Photo by Ravi Vasan
As a recent increase in COVID-19 cases resulted in a shift to at-home learning for first graders last week, teachers have worked tirelessly to keep students engaged and have taken great pride in the resilience their students have shown under these circumstances.
Due to four First Grade teachers being out towards the beginning of January and the continuous threat of the Omicron variant, teachers and administration decided to send the entire grade home for the week and temporarily transition to virtual learning.
According to First and Second Grade science teacher Heather Bartos, remote learning presented several challenges for lower school students, including battling restlessness and a greater number of distractions.
“I think learning is so much about connection and being engaged and meeting with other people,” Bartos said.
Despite setbacks and challenges, however, the first-grade students have been optimistic throughout this experience, according to their teachers.
“It’s been a stressful time, but they’ve done a really good job,” said First Grade teacher Mary Ellen Brence.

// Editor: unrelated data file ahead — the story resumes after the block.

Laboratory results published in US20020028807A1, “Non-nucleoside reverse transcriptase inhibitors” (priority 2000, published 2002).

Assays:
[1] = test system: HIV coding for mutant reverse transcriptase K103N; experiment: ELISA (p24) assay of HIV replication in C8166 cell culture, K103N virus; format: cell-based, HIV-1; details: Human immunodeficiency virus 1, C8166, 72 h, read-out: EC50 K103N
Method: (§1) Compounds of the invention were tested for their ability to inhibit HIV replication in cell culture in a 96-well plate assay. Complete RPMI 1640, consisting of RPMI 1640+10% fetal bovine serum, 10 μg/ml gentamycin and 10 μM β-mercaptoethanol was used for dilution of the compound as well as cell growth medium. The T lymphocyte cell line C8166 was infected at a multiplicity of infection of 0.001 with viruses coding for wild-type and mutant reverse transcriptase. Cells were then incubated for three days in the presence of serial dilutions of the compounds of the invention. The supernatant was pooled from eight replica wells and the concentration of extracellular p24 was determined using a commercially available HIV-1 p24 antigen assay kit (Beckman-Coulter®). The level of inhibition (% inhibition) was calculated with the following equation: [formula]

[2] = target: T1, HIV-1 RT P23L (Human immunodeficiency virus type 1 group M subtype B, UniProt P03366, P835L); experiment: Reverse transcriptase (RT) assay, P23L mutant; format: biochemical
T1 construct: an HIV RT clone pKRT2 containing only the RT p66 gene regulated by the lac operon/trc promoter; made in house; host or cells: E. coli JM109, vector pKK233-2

While some students had been in and out of class due to exposure to or contraction of COVID-19, the week of Jan. 5 was the only week that the whole grade was sent home for remote learning. In the past, when certain students have been at home quarantining, they have only been required to do asynchronous work rather than having to join online classes via Zoom.
Last week, the whole grade spent Jan. 5-7 attending virtual classes from their homes. Parents had to go to Greenhill to sign out their kids’ school supplies and school-issued iPads on Jan. 4 in order to equip students for their week as remote learners.
As far as in-person school protocols have gone for lower schoolers, mask-wearing and social distancing have remained very crucial and have been enforced tightly throughout the pandemic. There has not yet been a point where the first graders have had the option not to wear a mask, as they were not yet eligible for the vaccine during the period that middle and upper schoolers switched to a mask-optional policy.
While one might think that such young students might struggle much more with mask-wearing than older students, they have actually had an interesting advantage.
“I will say for some; they don’t know any better,” First Grade teacher Kathleen Prentiss said. “If you think back for almost all of the time they’ve been in school, you know these are six-year-olds, and since 2020, I mean that was two years ago, they’ve had to wear a mask at school.”
Teachers have had to be very flexible in order to learn how to teach students in person while also juggling some students online. The protocols are constantly changing, but overall, teachers say they have been very pleased with the excitement that their young students have eagerly brought to each new challenge.